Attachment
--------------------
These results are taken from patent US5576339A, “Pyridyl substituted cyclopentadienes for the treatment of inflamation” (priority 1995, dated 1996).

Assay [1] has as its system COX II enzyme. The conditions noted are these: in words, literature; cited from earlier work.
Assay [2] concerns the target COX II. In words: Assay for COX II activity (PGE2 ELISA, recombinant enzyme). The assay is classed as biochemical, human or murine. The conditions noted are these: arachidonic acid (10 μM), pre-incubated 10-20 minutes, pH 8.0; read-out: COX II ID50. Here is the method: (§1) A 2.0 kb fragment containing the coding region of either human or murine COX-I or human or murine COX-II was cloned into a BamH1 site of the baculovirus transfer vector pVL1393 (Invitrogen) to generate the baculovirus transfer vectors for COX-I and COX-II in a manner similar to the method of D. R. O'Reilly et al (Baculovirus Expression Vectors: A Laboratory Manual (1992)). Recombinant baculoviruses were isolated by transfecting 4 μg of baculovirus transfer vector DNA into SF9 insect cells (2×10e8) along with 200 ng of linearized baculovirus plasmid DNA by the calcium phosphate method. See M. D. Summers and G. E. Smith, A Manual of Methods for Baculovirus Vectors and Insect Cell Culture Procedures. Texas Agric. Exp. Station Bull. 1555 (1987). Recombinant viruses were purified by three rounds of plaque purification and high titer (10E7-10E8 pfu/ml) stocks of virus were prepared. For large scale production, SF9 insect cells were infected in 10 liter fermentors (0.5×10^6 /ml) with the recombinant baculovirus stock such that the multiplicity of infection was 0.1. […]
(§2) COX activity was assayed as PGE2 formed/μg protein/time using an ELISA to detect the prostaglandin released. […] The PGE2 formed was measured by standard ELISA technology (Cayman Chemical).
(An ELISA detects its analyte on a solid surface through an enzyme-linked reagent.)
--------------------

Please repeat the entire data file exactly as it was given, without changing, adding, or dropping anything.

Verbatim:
These results are taken from patent US5576339A, “Pyridyl substituted cyclopentadienes for the treatment of inflamation” (priority 1995, dated 1996).

Assay [1] has as its system COX II enzyme. The conditions noted are these: in words, literature; cited from earlier work.
Assay [2] concerns the target COX II. In words: Assay for COX II activity (PGE2 ELISA, recombinant enzyme). The assay is classed as biochemical, human or murine. The conditions noted are these: arachidonic acid (10 μM), pre-incubated 10-20 minutes, pH 8.0; read-out: COX II ID50. Here is the method: (§1) A 2.0 kb fragment containing the coding region of either human or murine COX-I or human or murine COX-II was cloned into a BamH1 site of the baculovirus transfer vector pVL1393 (Invitrogen) to generate the baculovirus transfer vectors for COX-I and COX-II in a manner similar to the method of D. R. O'Reilly et al (Baculovirus Expression Vectors: A Laboratory Manual (1992)). Recombinant baculoviruses were isolated by transfecting 4 μg of baculovirus transfer vector DNA into SF9 insect cells (2×10e8) along with 200 ng of linearized baculovirus plasmid DNA by the calcium phosphate method. See M. D. Summers and G. E. Smith, A Manual of Methods for Baculovirus Vectors and Insect Cell Culture Procedures. Texas Agric. Exp. Station Bull. 1555 (1987). Recombinant viruses were purified by three rounds of plaque purification and high titer (10E7-10E8 pfu/ml) stocks of virus were prepared. For large scale production, SF9 insect cells were infected in 10 liter fermentors (0.5×10^6 /ml) with the recombinant baculovirus stock such that the multiplicity of infection was 0.1. […]
(§2) COX activity was assayed as PGE2 formed/μg protein/time using an ELISA to detect the prostaglandin released. […] The PGE2 formed was measured by standard ELISA technology (Cayman Chemical).
(An ELISA detects its analyte on a solid surface through an enzyme-linked reagent.)